In the case of Mr. Ebirim’s death, the company he worked for had failed to perform a proper risk assessment on the petrol generator that ultimately killed him and was found guilty of breaching section 2 (1) of HASAWA and fined £20,000, plus a further £35,656 in costs. The company has since gone into liquidation.

Mr. Iqbal’s death saw two companies being fined £8000, plus £4,854 in costs each. Mr. Iqbal, a lone worker and father of three, was not given access to adequate heating on a freezing cold night shift. He requested help, which he did not receive and so in desperation resorted to trying to warm himself up by lighting some barbeque coals in a confined space, the fumes from which ultimately killed him.

An HSE investigation found that Mr. Iqbal received no emergency support, was not properly monitored, or assisted in any way and was effectively left to fend for himself – all factors that contributed to his tragic death.

Another way that security workers may come to harm is via the transmission of various diseases. From 2020 onwards, exposure to coronavirus has become an occupational hazard for many in the security industry and those with underlying health issues may still find themselves at risk.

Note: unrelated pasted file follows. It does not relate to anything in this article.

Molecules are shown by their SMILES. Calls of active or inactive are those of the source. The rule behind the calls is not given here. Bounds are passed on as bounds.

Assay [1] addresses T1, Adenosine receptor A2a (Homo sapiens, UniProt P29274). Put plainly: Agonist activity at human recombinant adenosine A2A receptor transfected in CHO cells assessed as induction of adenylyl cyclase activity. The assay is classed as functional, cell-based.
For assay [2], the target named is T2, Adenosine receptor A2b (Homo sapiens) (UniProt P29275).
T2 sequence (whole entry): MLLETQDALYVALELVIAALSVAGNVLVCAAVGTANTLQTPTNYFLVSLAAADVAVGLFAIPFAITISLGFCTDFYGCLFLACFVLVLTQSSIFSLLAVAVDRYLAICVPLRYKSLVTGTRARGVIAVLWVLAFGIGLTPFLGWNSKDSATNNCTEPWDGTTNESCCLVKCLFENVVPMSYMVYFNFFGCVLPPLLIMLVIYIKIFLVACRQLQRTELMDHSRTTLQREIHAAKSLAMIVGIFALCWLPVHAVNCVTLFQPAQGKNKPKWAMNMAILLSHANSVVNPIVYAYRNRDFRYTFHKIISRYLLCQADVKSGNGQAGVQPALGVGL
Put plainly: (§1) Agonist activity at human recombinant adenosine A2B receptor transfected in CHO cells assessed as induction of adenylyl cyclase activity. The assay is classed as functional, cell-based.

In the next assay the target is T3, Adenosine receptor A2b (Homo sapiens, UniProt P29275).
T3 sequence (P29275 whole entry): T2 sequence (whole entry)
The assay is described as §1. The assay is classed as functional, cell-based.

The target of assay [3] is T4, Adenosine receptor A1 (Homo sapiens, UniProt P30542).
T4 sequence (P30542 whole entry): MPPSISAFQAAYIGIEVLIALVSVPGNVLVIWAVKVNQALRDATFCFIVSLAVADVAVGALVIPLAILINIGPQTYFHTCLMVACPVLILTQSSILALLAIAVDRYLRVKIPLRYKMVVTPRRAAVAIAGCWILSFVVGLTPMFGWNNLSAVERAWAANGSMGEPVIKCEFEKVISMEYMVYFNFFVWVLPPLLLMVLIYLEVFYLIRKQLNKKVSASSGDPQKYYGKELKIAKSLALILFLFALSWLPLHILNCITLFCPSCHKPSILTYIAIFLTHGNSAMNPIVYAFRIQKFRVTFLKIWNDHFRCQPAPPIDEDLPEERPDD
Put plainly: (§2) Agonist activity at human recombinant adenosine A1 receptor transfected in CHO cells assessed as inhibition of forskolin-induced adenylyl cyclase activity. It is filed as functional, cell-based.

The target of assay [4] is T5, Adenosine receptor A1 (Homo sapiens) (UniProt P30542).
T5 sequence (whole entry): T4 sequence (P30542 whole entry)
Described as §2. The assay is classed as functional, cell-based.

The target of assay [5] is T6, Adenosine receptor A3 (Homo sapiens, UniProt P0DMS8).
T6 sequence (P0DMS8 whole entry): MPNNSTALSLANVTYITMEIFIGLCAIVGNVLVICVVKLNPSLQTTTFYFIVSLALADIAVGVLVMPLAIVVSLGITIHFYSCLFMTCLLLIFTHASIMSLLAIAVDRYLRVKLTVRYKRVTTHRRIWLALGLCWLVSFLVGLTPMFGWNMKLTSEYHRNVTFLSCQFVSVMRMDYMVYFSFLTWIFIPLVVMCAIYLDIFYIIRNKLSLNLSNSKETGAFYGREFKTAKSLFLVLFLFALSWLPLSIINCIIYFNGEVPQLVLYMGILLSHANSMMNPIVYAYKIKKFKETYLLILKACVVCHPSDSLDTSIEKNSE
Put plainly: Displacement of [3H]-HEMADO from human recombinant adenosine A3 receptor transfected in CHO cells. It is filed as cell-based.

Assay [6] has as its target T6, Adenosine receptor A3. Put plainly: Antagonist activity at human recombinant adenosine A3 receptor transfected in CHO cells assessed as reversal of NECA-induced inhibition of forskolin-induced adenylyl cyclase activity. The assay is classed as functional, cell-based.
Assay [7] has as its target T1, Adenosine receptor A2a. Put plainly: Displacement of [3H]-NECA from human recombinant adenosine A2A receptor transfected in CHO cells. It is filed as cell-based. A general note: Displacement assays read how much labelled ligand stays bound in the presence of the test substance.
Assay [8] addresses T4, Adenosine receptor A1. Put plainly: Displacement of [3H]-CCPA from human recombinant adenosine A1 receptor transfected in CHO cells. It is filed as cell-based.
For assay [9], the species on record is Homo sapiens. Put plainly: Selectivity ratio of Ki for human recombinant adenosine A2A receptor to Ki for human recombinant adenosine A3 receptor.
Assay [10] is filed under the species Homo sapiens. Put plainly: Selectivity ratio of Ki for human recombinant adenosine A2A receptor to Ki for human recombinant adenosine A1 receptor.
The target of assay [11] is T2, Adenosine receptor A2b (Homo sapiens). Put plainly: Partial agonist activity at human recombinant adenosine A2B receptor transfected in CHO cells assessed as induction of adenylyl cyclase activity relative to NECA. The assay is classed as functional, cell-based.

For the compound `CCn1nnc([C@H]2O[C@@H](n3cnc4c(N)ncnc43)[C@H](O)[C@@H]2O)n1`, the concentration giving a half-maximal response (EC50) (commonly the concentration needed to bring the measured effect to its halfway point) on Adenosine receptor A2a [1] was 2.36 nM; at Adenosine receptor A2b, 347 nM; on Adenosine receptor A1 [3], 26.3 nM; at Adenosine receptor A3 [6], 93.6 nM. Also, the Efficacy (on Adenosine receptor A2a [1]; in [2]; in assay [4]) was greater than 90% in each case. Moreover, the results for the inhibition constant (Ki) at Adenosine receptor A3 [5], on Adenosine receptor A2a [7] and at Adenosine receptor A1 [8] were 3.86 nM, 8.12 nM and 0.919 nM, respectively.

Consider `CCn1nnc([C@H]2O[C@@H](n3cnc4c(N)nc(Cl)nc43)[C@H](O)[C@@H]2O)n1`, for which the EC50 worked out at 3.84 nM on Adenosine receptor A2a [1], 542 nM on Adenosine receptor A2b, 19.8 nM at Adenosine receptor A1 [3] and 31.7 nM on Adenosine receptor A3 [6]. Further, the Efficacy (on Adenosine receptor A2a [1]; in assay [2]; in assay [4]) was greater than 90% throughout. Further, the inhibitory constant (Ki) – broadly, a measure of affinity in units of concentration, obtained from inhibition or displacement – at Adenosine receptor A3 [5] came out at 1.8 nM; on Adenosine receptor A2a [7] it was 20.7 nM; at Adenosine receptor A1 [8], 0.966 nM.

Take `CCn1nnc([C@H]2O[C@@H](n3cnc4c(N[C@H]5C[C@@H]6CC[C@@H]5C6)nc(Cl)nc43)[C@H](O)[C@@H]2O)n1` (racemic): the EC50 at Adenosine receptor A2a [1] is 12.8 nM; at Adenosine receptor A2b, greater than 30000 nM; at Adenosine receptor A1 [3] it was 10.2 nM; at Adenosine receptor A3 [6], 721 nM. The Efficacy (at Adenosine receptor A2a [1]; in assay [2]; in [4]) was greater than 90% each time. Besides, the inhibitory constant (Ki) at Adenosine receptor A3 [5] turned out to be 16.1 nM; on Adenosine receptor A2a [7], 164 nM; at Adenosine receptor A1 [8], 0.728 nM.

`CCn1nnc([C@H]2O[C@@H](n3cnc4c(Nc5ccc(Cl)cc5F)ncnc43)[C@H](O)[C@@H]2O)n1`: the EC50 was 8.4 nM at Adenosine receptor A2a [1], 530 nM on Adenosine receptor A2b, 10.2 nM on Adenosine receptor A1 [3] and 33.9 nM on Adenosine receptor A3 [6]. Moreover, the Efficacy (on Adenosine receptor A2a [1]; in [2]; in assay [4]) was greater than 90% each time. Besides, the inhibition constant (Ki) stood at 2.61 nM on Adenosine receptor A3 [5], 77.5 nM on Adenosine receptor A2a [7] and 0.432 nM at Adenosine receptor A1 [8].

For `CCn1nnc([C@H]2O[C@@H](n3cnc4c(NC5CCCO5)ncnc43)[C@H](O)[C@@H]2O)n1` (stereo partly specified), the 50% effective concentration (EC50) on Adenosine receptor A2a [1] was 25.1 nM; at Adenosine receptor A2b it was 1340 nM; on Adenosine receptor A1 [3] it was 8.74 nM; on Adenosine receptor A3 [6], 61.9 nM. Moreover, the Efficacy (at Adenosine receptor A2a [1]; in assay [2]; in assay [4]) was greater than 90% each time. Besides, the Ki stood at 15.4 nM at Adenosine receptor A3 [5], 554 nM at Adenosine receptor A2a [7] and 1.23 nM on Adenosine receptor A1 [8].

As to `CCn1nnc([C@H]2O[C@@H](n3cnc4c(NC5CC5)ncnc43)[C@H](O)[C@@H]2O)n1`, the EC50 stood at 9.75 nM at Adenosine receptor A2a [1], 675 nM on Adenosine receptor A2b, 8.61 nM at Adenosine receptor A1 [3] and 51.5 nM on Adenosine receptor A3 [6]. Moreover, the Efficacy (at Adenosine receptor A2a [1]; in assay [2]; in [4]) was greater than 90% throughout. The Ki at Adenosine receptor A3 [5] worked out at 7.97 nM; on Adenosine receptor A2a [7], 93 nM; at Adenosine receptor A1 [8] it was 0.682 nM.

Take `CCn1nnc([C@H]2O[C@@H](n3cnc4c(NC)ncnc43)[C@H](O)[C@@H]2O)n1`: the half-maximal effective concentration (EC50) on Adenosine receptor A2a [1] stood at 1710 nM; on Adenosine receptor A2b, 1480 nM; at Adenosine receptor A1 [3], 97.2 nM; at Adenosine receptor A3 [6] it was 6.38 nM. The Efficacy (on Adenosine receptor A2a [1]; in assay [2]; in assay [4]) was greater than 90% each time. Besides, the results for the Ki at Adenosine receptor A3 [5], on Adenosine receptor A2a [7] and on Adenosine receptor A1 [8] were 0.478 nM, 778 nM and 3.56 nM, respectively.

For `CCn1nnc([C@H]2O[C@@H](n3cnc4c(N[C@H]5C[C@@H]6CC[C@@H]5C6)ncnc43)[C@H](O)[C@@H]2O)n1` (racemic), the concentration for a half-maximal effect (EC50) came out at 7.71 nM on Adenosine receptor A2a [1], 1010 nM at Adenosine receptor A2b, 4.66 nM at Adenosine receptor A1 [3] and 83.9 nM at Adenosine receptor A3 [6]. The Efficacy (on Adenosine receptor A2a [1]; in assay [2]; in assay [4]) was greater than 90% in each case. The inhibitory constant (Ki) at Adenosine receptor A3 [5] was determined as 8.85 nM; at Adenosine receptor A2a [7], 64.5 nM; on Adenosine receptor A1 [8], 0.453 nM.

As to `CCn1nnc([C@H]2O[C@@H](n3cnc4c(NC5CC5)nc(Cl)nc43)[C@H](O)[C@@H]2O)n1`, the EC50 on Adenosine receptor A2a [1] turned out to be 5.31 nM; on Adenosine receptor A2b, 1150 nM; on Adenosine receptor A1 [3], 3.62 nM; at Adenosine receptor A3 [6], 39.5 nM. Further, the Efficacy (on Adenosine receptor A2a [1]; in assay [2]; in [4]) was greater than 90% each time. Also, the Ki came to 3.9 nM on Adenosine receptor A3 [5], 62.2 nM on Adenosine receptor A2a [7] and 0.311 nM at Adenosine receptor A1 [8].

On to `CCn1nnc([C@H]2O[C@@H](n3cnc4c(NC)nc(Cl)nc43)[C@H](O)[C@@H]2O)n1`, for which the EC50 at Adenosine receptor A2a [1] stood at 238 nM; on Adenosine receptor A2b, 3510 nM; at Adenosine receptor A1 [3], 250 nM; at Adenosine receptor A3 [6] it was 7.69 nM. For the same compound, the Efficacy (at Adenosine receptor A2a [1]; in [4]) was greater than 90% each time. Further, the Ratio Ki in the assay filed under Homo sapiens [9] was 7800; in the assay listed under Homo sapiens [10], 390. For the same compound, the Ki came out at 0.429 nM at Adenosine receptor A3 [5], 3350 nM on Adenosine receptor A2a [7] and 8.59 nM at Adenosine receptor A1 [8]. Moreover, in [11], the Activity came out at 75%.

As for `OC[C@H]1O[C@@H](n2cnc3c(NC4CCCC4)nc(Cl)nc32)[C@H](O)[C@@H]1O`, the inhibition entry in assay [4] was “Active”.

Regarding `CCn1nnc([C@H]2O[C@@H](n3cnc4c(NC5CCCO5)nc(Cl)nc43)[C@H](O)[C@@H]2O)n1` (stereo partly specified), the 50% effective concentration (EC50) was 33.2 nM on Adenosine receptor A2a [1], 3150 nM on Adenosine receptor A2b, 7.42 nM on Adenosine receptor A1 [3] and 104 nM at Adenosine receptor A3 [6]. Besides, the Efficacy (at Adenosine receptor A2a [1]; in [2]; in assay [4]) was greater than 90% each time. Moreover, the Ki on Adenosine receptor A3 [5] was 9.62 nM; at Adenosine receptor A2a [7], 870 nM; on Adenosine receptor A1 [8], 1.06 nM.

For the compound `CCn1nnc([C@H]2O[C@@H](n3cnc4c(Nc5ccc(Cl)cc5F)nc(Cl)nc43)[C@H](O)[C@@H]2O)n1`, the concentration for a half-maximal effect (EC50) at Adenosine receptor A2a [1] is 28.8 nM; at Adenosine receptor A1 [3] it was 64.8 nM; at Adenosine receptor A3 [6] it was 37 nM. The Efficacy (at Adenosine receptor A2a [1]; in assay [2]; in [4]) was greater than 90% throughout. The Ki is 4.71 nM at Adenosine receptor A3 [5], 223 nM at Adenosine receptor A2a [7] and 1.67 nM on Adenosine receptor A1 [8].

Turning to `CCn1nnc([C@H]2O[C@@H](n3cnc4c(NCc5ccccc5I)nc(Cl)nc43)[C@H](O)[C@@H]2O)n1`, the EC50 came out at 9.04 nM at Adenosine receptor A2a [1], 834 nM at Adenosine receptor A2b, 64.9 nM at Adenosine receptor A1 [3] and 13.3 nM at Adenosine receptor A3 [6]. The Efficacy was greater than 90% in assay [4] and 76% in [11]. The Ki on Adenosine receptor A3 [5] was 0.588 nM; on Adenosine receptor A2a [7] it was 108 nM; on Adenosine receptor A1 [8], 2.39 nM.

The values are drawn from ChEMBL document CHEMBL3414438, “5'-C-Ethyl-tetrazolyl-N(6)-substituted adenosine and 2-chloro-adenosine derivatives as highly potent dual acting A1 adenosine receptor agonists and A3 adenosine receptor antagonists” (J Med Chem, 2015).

However, it isn’t just COVID that threatens security workers. Operatives also face an increased risk of contracting Hepatitis B, HIV and AIDS while on the job. Infection can occur while searching an infected person, performing first aid, coming into contact with dirty needles or while restraining a disorderly patron.

It is important that these risks are understood and properly assessed before any security job is undertaken.

Precautions That Should be Taken

AtWorking The Doors’, we wish to strongly reiterate that every security firm should ensure that it is fully compliant with HASAWA regulations and that company specific H&S policies are followed by all staff members, with no exceptions. This may seem obvious, but health and safety is a very serious issue, especially in relation to the security industry, as the examples listed above can attest.

We also highly recommend that every security operative (especially those in close contact with the public) get vaccinated against Hepatitis B, Coronavirus, and anything else they deem prudent. Flu shots in winter are also an excellent idea.